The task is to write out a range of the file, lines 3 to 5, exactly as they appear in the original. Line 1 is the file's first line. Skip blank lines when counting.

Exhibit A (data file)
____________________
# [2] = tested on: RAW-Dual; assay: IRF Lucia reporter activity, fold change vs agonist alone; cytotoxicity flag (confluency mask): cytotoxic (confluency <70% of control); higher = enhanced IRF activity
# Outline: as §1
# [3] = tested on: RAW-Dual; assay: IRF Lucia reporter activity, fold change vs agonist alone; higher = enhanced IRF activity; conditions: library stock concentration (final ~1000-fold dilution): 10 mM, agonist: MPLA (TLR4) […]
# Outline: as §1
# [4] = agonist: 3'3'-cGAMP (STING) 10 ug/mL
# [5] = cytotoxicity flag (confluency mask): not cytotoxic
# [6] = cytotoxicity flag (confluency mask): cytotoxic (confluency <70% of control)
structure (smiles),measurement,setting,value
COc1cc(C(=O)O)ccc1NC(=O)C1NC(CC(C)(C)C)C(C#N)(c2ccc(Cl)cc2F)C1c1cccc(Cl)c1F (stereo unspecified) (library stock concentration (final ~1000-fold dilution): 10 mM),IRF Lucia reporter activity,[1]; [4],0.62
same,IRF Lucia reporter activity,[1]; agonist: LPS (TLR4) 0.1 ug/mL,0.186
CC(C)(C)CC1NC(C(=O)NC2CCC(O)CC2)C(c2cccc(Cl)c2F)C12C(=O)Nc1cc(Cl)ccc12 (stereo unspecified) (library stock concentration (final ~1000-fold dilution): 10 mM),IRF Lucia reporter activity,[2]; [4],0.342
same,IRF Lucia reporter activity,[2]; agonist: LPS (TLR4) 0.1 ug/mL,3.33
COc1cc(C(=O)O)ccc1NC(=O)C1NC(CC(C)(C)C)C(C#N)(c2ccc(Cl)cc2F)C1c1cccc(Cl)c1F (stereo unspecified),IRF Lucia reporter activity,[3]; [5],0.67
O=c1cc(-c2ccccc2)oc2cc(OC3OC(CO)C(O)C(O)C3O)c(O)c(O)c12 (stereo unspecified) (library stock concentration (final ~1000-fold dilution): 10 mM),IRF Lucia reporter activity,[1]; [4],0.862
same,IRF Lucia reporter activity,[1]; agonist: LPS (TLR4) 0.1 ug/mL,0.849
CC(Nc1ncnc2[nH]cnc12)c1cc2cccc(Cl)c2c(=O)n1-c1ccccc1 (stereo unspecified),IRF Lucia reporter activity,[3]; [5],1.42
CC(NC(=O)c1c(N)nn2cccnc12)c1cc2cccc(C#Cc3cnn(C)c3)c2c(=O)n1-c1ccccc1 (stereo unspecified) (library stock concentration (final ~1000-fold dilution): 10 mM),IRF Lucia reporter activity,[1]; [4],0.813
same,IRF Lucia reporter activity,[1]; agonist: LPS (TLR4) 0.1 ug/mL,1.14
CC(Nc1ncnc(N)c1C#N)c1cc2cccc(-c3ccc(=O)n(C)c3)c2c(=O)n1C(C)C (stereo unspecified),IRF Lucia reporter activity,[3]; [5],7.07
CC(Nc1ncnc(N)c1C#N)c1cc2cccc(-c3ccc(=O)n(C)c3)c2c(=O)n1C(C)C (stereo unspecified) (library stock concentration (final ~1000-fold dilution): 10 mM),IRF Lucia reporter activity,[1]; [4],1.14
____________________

# [3] = tested on: RAW-Dual; assay: IRF Lucia reporter activity, fold change vs agonist alone; higher = enhanced IRF activity; conditions: library stock concentration (final ~1000-fold dilution): 10 mM, agonist: MPLA (TLR4) […]
# Outline: as §1
# [4] = agonist: 3'3'-cGAMP (STING) 10 ug/mL